The aim of the study was to examine the effectiveness of fluorine-18 fluoro-2-deoxy-D-glucose positron emission tomography/computed tomography (18F-FDG PET/CT) versus bone scintigraphy (BS) in treatment response assessment of bone metastases in breast cancer.
The medical records of breast cancer patients with metastatic bone disease were reviewed retrospectively in our hospital from the period of January 2003 until April 2014. We included in our study patients evaluated by BS and/or 18F-FDG-PET/CT. Group 1 included patients who underwent pre- and post-treatment BS. Group 2 included patients who underwent pre- and post-treatment 18F-FDG-PET/CT scans. Group 3 included patients who underwent pretreatment BS and post-treatment both modalities. Functional and structural bone changes were monitored on pre- and post-treatment scans.
Group 1 included 71 patients, average age of 49.5 y (range 28–73 y). Post-treatment results were as follows: 34% stable disease, 43% progressed disease, 19% improved disease, 3% resolved disease, and 2% relapsed disease. Group 2 included 32 patients, average age 53.2 y (ranges between 37 and 78 y). Post-treatment results were as follows: 3% stable disease, 15% progressed disease, 15% improved disease, 53% resolved disease, and 14% relapsed disease. After treatment, the total symptomatic/imaging concordance rate was 51% in BS and 83% in 18F-FDG-PET/CT. Structurally, most patients with newly diagnosed metastatic bone disease had predominantly osteolytic lesions, which became mixed or osteoblastic after treatment as noted on CT images of responders. Group 3 included 8 patients, average age 48.9 y (ranges 32–64 y). Five patients had stable disease according to BS. 18F-FDG-PET/CT was concordant in 3/5 patients and discordant in 2/5 patients. Three patients had progressed disease on BS with concordant findings on 18F-FDG-PET/CT.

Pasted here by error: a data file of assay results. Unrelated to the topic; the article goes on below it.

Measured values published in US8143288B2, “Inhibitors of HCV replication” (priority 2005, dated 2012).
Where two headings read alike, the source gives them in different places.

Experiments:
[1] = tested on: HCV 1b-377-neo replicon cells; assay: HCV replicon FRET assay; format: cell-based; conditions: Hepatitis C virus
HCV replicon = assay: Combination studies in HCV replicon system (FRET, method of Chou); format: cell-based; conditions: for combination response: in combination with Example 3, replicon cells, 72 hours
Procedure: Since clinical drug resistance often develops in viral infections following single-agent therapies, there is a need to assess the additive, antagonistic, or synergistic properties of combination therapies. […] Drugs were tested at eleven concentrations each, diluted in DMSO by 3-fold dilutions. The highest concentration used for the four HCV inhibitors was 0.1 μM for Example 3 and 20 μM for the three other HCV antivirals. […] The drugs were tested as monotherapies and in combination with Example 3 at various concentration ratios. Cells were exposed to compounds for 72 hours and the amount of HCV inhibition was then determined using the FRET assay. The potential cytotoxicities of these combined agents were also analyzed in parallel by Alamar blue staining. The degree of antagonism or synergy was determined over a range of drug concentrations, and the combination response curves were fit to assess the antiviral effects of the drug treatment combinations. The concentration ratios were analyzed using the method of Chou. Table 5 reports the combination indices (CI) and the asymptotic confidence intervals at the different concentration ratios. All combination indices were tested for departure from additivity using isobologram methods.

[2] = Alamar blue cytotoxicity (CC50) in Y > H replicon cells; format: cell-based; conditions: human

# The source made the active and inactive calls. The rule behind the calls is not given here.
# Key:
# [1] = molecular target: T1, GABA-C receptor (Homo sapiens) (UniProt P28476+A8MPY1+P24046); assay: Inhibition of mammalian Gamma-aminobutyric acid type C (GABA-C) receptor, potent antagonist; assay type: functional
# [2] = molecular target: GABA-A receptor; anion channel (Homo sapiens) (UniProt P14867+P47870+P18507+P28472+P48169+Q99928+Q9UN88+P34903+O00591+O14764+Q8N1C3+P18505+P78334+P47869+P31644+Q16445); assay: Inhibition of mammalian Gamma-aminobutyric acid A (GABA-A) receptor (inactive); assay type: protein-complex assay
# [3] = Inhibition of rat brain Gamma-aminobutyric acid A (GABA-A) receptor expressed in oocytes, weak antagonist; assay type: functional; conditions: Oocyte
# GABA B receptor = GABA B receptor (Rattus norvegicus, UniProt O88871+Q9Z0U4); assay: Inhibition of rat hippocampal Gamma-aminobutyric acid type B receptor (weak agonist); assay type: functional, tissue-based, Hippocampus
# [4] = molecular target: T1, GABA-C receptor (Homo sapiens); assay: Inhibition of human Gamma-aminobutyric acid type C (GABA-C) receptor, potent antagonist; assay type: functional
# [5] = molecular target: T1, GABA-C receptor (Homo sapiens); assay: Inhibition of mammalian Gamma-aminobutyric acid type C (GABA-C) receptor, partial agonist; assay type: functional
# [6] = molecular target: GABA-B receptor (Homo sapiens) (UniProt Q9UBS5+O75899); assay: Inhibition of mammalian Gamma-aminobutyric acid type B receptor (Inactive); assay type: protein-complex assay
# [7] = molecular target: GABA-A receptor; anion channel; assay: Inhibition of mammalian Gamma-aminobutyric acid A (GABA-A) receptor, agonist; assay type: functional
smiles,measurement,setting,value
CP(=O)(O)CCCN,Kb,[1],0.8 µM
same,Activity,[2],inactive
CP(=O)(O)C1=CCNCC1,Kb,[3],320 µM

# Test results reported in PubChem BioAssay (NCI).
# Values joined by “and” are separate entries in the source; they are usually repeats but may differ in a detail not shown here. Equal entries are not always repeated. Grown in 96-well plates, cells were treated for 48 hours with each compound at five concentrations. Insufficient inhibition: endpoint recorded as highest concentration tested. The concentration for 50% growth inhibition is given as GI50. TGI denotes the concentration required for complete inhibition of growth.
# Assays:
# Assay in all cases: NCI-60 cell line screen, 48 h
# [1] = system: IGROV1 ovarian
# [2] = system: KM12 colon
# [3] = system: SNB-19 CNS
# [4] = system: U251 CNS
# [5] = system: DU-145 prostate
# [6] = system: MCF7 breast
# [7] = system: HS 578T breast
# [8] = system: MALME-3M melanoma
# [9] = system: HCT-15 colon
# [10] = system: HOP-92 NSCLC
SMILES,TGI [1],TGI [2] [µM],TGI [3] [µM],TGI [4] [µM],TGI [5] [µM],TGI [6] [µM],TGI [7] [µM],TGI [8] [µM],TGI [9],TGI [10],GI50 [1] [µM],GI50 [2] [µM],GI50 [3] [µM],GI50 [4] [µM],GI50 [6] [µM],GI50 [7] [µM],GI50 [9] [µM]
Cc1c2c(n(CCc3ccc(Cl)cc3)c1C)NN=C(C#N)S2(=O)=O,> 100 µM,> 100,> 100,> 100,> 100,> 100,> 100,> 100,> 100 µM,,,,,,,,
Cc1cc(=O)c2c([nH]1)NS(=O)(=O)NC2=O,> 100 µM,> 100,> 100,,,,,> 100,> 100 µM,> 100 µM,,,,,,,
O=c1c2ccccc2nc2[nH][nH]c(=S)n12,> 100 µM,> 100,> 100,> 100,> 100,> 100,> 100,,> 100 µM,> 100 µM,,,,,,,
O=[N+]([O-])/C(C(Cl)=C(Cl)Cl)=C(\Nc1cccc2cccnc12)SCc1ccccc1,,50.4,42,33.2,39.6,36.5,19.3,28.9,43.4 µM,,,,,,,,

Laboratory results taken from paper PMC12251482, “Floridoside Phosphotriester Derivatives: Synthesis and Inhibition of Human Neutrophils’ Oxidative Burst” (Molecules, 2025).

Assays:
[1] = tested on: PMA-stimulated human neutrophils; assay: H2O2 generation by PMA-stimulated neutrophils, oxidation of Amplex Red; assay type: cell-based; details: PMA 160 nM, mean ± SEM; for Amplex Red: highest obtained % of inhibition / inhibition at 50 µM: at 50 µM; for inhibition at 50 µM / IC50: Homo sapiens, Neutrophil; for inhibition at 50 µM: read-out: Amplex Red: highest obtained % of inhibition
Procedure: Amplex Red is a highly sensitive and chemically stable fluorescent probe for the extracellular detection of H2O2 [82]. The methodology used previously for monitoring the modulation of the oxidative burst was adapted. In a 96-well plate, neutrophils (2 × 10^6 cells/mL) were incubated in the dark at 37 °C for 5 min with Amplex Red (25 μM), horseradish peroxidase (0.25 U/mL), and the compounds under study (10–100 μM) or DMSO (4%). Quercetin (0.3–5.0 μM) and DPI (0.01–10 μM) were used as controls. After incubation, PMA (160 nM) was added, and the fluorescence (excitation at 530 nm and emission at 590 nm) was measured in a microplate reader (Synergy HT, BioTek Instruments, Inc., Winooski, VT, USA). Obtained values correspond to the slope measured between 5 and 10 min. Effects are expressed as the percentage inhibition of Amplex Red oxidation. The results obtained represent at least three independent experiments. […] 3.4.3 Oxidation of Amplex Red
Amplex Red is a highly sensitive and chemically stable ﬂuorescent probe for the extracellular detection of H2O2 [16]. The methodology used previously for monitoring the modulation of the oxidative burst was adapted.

18F-FDG-PET/CT was found a powerful tool in treatment response assessment of bone metastases in breast cancer and consistent with clinical status of the patients as it reflects tumor activity. BS is insufficient for response assessment of bone metastases as it reflects osteoblastic reaction of the bone against metastatic disease which increases as the disease responds to treatment.